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Bipolar disorder is usually diagnosed after a person has one or more manic episodes. People who have the classic form of bipolar disorder experience alternating periods of depressed moods and periods of manic or excited moods. This condition is sometimes referred to as “mood swings” or manic depressive disorder. Other people with bipolar disorder have episodes of a manic mood without episodes of depression. Still others with bipolar disorder have a mixture of depression and mania, a state of hyperactivity, at the same time.
There are different types of bipolar disorder. The type depends whether the recent mood was elevated, depressed, or mixed.
Some of the characteristics of mania appear as opposites of depression. Rather than a general slowing down of thought and activity, which is very common in depression, the person with mania experiences a speeding up of thought and activity. Also, with a manic episode the person’s self-esteem and mood are elevated, which is unlike what happens in depression. A person experiencing a manic episode frequently encounters difficulty with relationships and problems at work, at school, or with the law.
There is a milder form of mania which is called hypomania. The person who is hypomanic experiences speeded up speech, thought, and behaviors, but usually functions normally.
Characteristics of bipolar disorder include the manic and depressed phases.
Characteristics associated with mania include:
If not controlled, mania can escalate and become a severe condition with psychotic behavior.
Depressive characteristics include:
Severe depression may lead to thoughts and plans of suicide. If not treated adequately, death through suicide is a very real possibility in the severely depressed person with bipolar disorder.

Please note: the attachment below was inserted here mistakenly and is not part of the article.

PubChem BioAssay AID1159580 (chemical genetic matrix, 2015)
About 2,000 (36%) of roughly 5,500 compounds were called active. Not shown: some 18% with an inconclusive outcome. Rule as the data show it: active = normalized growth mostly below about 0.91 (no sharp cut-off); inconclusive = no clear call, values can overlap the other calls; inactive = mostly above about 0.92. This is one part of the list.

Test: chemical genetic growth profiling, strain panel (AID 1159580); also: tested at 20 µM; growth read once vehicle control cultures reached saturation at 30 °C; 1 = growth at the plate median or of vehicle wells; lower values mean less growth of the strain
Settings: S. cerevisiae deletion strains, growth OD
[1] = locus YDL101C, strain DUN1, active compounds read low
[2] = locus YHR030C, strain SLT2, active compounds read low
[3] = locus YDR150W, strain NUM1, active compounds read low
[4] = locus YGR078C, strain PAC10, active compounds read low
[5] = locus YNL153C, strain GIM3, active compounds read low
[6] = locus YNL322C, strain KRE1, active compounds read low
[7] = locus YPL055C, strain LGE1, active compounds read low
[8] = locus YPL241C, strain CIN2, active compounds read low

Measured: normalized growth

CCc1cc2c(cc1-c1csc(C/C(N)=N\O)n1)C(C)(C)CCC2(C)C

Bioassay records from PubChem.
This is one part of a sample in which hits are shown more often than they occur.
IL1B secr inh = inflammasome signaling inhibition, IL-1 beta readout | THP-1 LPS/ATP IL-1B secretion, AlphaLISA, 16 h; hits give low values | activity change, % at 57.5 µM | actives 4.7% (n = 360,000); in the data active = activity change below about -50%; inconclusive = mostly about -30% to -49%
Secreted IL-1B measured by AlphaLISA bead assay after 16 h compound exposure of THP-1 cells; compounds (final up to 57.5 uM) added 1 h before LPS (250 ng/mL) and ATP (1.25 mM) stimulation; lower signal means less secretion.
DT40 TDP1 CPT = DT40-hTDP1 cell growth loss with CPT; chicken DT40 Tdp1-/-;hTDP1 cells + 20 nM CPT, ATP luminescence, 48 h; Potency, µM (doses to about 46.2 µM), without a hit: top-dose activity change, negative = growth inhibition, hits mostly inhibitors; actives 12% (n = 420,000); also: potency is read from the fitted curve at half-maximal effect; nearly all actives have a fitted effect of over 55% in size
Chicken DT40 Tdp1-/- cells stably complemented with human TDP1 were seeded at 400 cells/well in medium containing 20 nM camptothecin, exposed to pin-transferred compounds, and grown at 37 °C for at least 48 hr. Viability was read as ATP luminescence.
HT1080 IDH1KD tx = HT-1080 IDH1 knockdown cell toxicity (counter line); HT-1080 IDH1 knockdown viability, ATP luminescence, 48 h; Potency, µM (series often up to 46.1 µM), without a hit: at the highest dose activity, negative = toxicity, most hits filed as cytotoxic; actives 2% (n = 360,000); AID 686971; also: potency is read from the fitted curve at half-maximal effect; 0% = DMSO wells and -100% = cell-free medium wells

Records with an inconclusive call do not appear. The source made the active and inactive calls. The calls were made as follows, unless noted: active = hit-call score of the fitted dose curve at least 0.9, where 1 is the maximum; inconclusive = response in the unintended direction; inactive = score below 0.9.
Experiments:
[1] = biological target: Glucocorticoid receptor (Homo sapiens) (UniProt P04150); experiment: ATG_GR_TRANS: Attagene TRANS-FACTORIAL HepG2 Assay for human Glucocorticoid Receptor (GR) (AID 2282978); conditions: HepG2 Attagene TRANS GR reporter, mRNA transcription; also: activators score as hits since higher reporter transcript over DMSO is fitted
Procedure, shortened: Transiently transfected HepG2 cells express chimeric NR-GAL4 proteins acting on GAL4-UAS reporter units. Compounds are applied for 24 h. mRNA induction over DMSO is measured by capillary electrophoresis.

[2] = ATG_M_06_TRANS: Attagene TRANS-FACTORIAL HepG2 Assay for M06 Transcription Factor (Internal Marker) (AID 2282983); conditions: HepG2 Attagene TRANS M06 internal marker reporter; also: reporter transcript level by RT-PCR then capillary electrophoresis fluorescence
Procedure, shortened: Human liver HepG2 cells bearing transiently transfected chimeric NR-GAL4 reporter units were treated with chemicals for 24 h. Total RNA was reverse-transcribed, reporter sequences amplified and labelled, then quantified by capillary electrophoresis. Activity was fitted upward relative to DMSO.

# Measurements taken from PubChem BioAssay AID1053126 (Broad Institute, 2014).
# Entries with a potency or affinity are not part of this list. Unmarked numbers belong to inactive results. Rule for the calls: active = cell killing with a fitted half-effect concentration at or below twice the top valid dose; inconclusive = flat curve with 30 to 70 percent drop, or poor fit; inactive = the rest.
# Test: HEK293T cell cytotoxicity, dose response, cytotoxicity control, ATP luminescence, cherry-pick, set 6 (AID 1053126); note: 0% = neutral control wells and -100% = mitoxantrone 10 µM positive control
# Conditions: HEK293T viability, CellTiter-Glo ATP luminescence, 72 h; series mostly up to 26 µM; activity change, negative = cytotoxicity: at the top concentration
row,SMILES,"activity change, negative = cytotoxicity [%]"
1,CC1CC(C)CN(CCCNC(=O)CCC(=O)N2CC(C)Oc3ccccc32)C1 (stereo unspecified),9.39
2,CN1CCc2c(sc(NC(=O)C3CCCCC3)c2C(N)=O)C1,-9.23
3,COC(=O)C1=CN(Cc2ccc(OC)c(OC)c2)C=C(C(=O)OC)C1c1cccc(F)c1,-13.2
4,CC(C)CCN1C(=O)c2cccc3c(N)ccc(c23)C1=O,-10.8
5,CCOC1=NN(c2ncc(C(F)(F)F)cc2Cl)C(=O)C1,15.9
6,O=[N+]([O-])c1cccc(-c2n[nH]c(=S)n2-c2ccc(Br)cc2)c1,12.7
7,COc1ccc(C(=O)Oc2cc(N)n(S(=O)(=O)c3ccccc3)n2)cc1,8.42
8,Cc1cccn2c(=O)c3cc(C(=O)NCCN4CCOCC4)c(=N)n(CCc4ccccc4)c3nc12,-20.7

Yes, bipolar disorder tends to run in families. It is quite likely that people with bipolar disorder have close relatives who also have bipolar disorder or depressed moods.
Bipolar disorder is equally common in men and women in the United States . The first episode in men is usually a manic episode. Women are more likely to experience depression as a first episode of their bipolar disorder.
Young people under the age of thirty (30) are at greater risk than older people for developing bipolar disorder.
About one percent (1%) of the population has bipolar disorder.
A mental health professional makes a diagnosis of bipolar disorder by taking a careful personal history from the client/patient. It is important to the therapist to learn the details that surround any stressful event or events in that person’s life.
Most people with mania show hyperactivity in their thoughts, words, and actions. They usually speak rapidly and are commonly over-talkative. The manic phase of bipolar disorder, with its elevated or euphoric mood, usually begins over a period of one to two weeks. Severe irritability may cause some people with mania to experience and express rage quickly. If such a condition worsens, that person can lose control and the mania can lead to psychotic thinking and bizarre behavior.
No laboratory tests are required to make a diagnosis of bipolar disorder nor are there any physical conditions that must be met. However, it is very important not to overlook a physical illness that might mimic or contribute to this psychological disorder. If there is any question that the individual might have a physical problem, the mental health professional should recommend a complete physical examination by a medical doctor. Laboratory tests might then be necessary as a part of the physical workup.
The primary treatment for mania is medication. For decades the treatment of choice for bipolar disorder has been lithium which helps to control the mood fluctuations. In the last few years, however, medicines like Depakote (divalproex) or Tegretol (carbamazepine) have also been used quite successfully to stabilize mood. Antipsychotic medication is used to control severe mania.
The careful use of antidepressants can sometimes help to counteract the depression associated with bipolar disorder.
Individual, family, or group psychotherapy can help a person with bipolar disorder and his/her family learn to cope with this illness.
Although most individuals who experience a manic episode return to full functioning, they remain at risk for recurrent episodes of mania. Medicines like lithium, Depakote, or Tegretol may be used long term to help to prevent the recurrent episodes of mania and/or depression. Usually, the severity of the manic and depressive cycles lessens with increased age.
If you, a friend, or a family member would like more information and you have a therapist or a physician, please discuss your concerns with that person.
The Washington University School of Medicine in St. Louis , Missouri , is seeking individuals diagnosed with Bipolar 1 Disorder to participate in a non-treatment study. Information about the study can be found at http://zork.wustl.edu/bipolar/
Developed by John L. Miller, MD
Page last modified on September 28, 2005